Federal OSHA previously listed the most commonly cited waste violations last year. In an effort to reduce some of these violations, here is a list with an overview of some of those most commonly reported.
1. Improper or No Training for Hazardous Waste Management Employees
In facilities where hazardous waste must be managed, safety is a major concern. Employees that do not have the proper training or knowledge of hazards and storage procedures can cause hazardous situations that could endanger others as well as the facility itself. Hazardous conditions and facility inspection violations can be easily avoided with proper training. Be sure that employees who handle hazardous waste are trained and knowledgeable in their tasks.
2. Illegal Waste Disposal
Companies can receive significant violations for either purposefully or accidentally disposing of hazardous waste in the general trash, dumpsters, sewer systems, or other illegal dumping sites. Be aware of federal and local regulations regarding the type of waste you manage and how it must be disposed of.
3. Infrequent Storage Area Inspections
Waste generators are required to inspect hazardous waste storage container areas every week for signs of corrosion, leaks, or other damage. This requirement applies to every type of generator, including small quantity generators, and is a violation that can be easily avoided.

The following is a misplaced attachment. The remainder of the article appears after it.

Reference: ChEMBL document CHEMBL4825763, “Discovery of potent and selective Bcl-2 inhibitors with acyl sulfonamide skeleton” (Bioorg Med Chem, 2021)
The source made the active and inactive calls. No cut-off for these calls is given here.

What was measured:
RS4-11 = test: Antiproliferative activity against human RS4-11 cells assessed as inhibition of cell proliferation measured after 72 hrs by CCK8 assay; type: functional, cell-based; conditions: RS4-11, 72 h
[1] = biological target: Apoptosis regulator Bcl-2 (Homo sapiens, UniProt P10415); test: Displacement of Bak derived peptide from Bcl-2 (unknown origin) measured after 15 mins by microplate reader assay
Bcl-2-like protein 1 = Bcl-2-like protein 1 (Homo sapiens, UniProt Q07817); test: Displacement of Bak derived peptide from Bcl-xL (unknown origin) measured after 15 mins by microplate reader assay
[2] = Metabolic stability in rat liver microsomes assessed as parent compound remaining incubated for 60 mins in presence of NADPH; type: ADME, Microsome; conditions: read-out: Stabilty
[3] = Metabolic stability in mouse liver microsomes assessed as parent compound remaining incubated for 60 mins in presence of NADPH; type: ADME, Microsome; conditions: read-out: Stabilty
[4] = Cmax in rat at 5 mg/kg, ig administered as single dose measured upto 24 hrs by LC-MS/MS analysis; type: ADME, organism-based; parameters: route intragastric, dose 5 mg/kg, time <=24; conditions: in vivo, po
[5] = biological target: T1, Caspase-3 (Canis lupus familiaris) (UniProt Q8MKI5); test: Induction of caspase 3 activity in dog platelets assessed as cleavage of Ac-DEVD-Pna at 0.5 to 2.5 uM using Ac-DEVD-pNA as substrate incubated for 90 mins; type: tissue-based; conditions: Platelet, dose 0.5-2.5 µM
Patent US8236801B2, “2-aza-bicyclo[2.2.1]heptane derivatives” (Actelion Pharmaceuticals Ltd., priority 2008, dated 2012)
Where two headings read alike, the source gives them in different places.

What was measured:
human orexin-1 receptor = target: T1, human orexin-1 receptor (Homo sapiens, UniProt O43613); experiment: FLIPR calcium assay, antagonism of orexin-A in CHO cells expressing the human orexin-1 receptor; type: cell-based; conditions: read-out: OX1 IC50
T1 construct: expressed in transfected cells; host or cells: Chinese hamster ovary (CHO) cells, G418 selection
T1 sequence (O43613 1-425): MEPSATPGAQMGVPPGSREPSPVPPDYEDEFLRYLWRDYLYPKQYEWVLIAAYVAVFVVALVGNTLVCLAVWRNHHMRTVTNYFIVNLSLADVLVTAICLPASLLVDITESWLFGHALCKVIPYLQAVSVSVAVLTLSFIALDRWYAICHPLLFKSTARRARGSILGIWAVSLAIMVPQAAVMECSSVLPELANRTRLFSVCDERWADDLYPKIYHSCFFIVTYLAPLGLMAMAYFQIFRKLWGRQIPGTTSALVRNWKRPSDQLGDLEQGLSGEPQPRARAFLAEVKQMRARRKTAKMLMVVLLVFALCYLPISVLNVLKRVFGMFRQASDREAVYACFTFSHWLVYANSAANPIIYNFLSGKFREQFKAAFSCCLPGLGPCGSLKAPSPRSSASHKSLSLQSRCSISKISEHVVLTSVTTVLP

4. Inaccurate Contingency Plans
Hazardous waste generators are required to develop a contingency plan that details the specifics of what should happen in case of an accident involving the hazardous materials at your site. Missing the plan’s required elements, poor plan distribution, out-of-date, or inconsistent plans may be cause for a violation.
5. Improper Container Labeling
This is a commonly reported violation due to the increased opportunity for non-compliance. Many generators have hundreds of waste accumulation containers and many employees managing them. The required label elements also vary from state to state. Violations can occur when waste is not labeled, has improper information, is missing DOT labels, or has an inaccurate waste determination.
6. Improperly Handling Mercury
Mercury is a hazardous component of items such as batteries, electronics, thermometers, light bulbs, etc. Even seemingly harmless actions like throwing away light bulbs and batteries in the regular garbage can constitute improper disposal which can lead to fines.
Your business has its’ own unique needs and choosing the best waste management plan isn’t always easy. Our staff of field technicians are prepared to perform your on-site waste management tasks on an as-needed basis. Providing on-site waste solutions is a key component of our services offered, visit our EHS compliance support page to learn more.